The spiritual gift of India to the world has already begun. India's spirituality is entering Europe and America in an ever increasing measure. That movement will grow; amid the disasters of the time more and more eyes are turning towards her with hope and there is even an increasing resort not only to her teachings, but to her psychic and spiritual practice. -- Sri Aurobindo (from the message broadcast on the eve of August 15, 1947)

Savitri Era of those who adore, Om Sri Aurobindo and The Mother.

Monday, November 15, 2010

Unintended consequences of Maoism

‌‌Zizek is an outgrowth of a reactionary anti-Marxist and anti-materialist tradition that descends from the irrationalism of Schelling, Kierkegaard, Nietzsche and Heidegger. He eclectically draws on the neo-Nietzschean and neo-Heideggerian thought of 1960s French post-structuralism, having adopted the ideas of its leading intellectuals—especially the post-Heideggerian psychoanalysis of Jacques Lacan—when he was a graduate student…
Besides irrationalism, post-structuralism and psychoanalysis, a more recent influence on ‌‌Zizek has been the septuagenarian French philosopher Alain Badiou, an admirer of Mao, who advocates the petty-bourgeois concept of “politics without party” and maintains the voluntarist notion that “we must go from politics to economy and never from economy to politics.”[1]
‌‌Zizek has expressed similar-sounding ideas and also adopts Badiou’s mystical concept of the Event—a self-relating and self-inclusive phenomenon that appears to those who see themselves in its call, as it is characterized in ‌‌Zizek’s The Parallax View (2009).[2] …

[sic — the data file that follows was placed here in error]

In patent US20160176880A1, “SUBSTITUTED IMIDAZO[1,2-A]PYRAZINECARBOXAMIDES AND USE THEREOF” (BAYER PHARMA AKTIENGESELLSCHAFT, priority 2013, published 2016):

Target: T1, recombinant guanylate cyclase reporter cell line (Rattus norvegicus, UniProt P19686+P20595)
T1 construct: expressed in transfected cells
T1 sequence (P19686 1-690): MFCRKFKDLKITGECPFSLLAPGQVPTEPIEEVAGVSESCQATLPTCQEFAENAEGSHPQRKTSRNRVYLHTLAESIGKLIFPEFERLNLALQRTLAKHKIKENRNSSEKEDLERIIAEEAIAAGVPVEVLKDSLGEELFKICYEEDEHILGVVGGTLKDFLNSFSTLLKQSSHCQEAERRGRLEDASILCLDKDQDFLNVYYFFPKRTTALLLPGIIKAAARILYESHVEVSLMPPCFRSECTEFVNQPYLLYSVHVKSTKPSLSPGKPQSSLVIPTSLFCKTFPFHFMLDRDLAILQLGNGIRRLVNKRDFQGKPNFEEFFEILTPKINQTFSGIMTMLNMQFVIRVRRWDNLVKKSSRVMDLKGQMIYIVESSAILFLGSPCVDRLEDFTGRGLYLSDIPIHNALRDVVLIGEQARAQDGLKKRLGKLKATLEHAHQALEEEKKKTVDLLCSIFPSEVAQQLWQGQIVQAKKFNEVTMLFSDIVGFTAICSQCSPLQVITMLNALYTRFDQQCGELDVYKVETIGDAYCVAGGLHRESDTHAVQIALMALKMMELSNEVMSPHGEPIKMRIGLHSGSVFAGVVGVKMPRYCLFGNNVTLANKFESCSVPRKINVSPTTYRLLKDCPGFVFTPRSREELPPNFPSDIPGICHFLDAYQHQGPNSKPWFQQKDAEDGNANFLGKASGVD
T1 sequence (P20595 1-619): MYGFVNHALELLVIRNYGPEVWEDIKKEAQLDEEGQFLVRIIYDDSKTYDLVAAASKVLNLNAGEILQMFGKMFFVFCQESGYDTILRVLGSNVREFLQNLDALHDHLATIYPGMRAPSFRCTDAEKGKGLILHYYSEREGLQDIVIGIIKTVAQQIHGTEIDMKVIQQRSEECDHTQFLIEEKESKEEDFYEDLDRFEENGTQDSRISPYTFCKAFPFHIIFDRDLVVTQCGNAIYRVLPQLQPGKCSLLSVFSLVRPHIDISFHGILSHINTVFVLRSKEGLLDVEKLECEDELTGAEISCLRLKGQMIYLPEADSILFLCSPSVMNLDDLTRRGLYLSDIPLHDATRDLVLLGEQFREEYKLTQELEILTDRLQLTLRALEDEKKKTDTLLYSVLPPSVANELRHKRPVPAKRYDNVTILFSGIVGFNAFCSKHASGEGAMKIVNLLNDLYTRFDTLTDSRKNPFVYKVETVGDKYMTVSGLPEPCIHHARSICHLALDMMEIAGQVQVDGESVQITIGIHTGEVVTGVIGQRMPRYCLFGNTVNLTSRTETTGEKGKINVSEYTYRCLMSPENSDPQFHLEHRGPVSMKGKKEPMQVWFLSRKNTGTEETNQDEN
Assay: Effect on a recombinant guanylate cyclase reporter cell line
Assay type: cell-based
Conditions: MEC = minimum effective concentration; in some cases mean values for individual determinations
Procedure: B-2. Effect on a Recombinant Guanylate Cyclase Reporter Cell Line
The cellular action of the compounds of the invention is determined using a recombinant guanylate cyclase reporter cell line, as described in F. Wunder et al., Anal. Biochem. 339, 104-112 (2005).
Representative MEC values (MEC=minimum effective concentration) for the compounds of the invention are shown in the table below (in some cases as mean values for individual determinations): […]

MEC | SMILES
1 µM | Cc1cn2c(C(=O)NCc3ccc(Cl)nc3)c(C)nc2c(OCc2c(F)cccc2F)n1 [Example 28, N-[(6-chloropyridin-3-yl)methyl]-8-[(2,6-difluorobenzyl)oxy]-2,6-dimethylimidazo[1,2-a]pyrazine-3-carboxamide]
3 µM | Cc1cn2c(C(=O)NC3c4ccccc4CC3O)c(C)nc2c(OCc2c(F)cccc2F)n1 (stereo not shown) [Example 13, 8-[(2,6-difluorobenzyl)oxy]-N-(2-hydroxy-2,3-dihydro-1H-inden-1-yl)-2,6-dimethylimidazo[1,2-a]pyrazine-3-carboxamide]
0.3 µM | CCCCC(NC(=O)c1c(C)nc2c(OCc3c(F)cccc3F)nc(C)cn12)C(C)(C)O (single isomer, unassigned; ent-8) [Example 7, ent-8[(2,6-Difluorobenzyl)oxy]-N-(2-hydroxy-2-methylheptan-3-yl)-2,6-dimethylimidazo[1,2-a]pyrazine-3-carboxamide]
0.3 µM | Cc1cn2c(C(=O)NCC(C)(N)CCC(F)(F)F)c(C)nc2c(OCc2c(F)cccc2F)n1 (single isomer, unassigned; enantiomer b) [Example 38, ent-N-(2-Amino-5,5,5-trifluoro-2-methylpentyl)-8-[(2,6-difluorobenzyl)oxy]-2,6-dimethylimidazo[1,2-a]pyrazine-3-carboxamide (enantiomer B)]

That a charlatan and anti-Marxist like ‌‌Zizek is promoted as an important philosopher by a whole range of ex-radicals is a troubling symptom of the deep intellectual and political disorientation of this social milieu.
Curiously the Maoists had missed out on 1968 itself. Blinded by dogmatism, they assumed that an event led by students could not be serious…
There are no Maoists left now except for the unrepentant – but now bizarrely fashionable – philosopher Alain Badiou, who is still willing to defend the Khmer Rouge with Mao's chilling comment "the revolution is not a dinner party". But Wolin's book is not just about a strange few years of political folly. He argues that by a process of unintended consequences Maoism allowed a generation of French political activists to rediscover the language of human rights. This is not a totally original argument, but Wolin expounds it effectively. The Maoists might live with "China in our heads", as the saying went, but their political activism also caused them to explore what French society was really like.
Following Mao's dictum that "one must get down from the horse in order to pluck the flower", many idealistic young Maoist radicals went to work in factories. In the same spirit Foucault helped to found the Prison Information Group (GIP) to investigate and denounce the conditions in French prisons. This experience led him to substitute Sartre's idea of the all-knowing "universal" intellectual with that of the "specific" intellectual who comments only on concrete cases that he knows about. In another curious twist of history, it was through a Maoist-influenced group called Vive la Révolution that homosexual liberation first entered French radical politics in 1971.